The BCRA has also worked during the past few years on the implementation of policies aiming to comply with the Basel III guidelines, designing a roadmap for this purpose. On the same note, it has established regulations regarding the liquidity coverage ratio (LCR), LCR monitoring tools, and introducing Basel principles for liquidity risk management and supervision.

In that sense, the BCRA has stated that the minimum legal capital requirement should be equal to the greater value resulting from a comparison between the applicable basic requirement (corresponding to the type of entity) and the sum of those requirements determined by credit and market risk, as well as the operational risk.

The minimum legal capital requirement may be increased by 1 per cent in relation to certain assets if the financial institution is considered systemically important. Furthermore, when banks act as a custody or registry agent, exigencies are higher.

To verify compliance with the minimum capital requirements, the paid-in capital to be considered shall be the computable regulatory capital (RPC).

Any financial institution operating with an RPC under the minimum legal capital requirement shall pay in the correspondent amount within a certain period as of when it was determined to have failed to comply with the requirement, or submit to the Superintendency a regularisation and reorganisation plan. The Superintendency may appoint a supervisor and impose restrictions on distribution of dividends, among other actions.

Moreover, any financial institution operating under the minimum daily capital requirement related to market risk, when such failure is caused by the requirements established to prevent interest rate risk, foreign exchange risk or equity prices risk, shall pay in the corresponding amount or reduce its asset position, or both, until the applicable requirement is complied with. In cases where the non-compliance situation remains after the given term has elapsed, the entity must submit a regularisation and reorganisation plan to the Superintendency within the following five days.

Legal reserves

The BCRA requires that every year banks allocate to a legal reserve that is not higher than 20 per cent or lower than 10 per cent of their yearly net profits. Such reserve may only be used during periods of bank losses and after using up every allowance and other reserves. Distribution of dividends will not be allowed if the legal reserve has been impaired.

Minimum cash requirements

Financial institutions are also required to observe minimum cash requirements. These are established as a percentage of the balances of the different types of bank deposits. For term deposits, the percentage varies depending on the time remaining until maturity. The deposit amount minus the minimum cash requirement is such deposit's lending capacity.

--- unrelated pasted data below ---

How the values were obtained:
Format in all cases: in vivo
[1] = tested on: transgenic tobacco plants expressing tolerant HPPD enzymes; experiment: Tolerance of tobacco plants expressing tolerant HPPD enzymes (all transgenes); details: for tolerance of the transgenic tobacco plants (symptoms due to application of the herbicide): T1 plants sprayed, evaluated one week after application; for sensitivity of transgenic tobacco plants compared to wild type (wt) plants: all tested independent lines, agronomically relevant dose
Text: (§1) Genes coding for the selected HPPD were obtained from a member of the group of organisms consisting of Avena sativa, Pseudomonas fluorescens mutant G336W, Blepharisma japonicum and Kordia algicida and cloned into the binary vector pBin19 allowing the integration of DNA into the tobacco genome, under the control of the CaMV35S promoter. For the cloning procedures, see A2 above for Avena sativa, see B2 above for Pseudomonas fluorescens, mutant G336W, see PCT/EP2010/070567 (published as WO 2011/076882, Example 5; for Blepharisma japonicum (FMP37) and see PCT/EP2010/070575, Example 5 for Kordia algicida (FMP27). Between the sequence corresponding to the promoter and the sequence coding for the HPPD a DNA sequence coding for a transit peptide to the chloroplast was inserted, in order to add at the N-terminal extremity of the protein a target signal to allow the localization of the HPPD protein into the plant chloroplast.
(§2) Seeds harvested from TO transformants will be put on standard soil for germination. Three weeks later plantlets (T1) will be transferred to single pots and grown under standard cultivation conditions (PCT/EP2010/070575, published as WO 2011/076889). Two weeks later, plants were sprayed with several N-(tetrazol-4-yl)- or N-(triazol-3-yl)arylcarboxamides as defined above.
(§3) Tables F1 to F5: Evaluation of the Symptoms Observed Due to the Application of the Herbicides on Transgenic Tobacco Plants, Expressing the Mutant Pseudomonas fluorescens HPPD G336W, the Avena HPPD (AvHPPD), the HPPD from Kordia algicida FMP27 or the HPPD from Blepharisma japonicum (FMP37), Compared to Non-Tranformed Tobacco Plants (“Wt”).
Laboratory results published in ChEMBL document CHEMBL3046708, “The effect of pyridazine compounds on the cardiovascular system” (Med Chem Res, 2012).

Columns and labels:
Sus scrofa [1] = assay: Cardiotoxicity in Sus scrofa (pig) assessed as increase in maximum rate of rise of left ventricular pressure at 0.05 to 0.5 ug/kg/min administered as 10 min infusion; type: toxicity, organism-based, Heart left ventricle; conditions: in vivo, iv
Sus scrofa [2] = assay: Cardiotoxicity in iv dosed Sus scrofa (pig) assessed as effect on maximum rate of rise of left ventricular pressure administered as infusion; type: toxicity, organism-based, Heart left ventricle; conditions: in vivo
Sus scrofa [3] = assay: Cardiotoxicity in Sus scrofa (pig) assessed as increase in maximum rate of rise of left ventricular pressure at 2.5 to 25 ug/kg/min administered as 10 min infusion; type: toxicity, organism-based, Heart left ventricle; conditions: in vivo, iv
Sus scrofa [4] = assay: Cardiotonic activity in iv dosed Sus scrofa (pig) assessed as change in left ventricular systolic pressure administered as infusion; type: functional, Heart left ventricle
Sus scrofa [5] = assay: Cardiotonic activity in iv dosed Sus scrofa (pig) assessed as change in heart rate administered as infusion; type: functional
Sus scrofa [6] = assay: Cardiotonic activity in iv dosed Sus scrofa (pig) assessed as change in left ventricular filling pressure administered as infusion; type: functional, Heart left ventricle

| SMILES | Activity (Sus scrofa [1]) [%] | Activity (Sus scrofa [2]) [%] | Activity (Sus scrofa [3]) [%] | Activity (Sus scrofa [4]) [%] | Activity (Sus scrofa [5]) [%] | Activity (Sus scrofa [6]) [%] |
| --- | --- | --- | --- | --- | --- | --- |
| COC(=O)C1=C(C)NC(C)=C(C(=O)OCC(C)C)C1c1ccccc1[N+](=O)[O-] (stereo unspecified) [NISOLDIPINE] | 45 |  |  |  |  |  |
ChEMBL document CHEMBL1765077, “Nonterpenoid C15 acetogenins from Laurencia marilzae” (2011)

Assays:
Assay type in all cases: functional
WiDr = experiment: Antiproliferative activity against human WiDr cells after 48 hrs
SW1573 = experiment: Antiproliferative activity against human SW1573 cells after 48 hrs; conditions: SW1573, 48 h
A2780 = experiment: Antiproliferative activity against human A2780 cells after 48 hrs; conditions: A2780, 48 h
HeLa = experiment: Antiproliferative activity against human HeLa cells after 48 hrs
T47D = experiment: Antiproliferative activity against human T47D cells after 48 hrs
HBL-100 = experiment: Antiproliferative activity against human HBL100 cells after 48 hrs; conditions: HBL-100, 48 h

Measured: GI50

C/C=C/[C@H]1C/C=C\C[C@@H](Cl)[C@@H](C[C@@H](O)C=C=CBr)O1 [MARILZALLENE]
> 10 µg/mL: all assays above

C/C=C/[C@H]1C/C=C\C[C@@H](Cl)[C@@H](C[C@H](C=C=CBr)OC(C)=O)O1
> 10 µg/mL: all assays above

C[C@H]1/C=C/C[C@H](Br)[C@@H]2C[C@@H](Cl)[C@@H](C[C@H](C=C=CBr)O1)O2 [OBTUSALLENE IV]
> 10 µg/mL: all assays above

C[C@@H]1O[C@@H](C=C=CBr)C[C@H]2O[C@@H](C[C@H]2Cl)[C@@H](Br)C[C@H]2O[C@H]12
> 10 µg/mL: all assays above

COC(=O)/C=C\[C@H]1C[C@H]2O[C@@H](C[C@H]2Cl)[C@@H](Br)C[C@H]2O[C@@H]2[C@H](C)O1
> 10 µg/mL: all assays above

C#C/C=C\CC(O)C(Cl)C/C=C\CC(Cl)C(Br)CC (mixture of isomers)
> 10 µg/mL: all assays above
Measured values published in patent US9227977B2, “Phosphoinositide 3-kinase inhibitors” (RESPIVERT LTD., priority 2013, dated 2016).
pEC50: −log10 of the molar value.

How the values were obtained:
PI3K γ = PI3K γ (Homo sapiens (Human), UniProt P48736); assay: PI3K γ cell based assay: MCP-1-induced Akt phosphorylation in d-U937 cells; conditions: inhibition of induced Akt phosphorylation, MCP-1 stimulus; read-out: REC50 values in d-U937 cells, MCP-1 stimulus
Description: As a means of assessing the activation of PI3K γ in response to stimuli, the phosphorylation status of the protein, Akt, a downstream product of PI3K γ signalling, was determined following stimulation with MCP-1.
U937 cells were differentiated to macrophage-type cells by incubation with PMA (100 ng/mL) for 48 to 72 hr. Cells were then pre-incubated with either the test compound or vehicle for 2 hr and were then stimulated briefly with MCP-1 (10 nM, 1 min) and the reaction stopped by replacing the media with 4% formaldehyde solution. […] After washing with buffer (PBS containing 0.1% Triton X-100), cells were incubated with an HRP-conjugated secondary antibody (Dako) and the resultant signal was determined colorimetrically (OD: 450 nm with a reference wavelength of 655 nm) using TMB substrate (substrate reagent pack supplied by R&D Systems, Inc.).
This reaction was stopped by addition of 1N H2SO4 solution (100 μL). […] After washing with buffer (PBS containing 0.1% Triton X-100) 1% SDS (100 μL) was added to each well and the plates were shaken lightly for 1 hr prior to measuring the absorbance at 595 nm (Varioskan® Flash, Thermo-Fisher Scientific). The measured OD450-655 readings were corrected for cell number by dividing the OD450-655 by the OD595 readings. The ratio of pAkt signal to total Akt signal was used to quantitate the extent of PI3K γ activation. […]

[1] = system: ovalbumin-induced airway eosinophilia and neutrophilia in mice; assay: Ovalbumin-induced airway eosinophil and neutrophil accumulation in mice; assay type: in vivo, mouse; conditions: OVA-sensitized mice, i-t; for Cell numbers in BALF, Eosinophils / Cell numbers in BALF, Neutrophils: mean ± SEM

Compliance with the minimum cash requirements is determined in averages, for monthly periods. The BCRA modifies from time to time the percentages of the minimum cash requirements depending on monetary policy considerations. Compliance must be accomplished with certain assets, and completed in the same currency as the deposit that triggers such requirement.

Supervision of banking groups

Financial entities must require each shareholder in Argentina or abroad to prepare consolidated financial statements of the group to be presented semi-annually to the Superintendency. Consolidated financial statements of foreign groups will also be required to be audited by a firm of recognised prestige.

Entities that own or acquire shares in foreign subsidiaries must give their consent to provide the information required by the Superintendency for the purpose of exercising supervision based on the consolidated financial situation. For the determination of the information requirements, the Superintendency shall take into account the legislation of the country where the subsidiary is located and the agreements that are made with the local supervisory body.

In cases in which the Superintendency does not have the information that it deems necessary to evaluate the situation of a consolidated financial institution, local financial entities will not be allowed to hold shares in banks or foreign companies subject to consolidation as significant subsidiaries. Given this, the Superintendency will suggest to the BCRA the appropriate time frame for the sale of such shares.

iv Recovery and resolutionFinancial entities' regularisation

The FIL establishes that financial institutions that evidence a deficiency in their cash reserves or have not complied with certain technical standards that are required, including minimum capital requirements, or whose solvency or liquidity is deemed to be impaired by the BCRA, must submit a restructuring plan to the BCRA.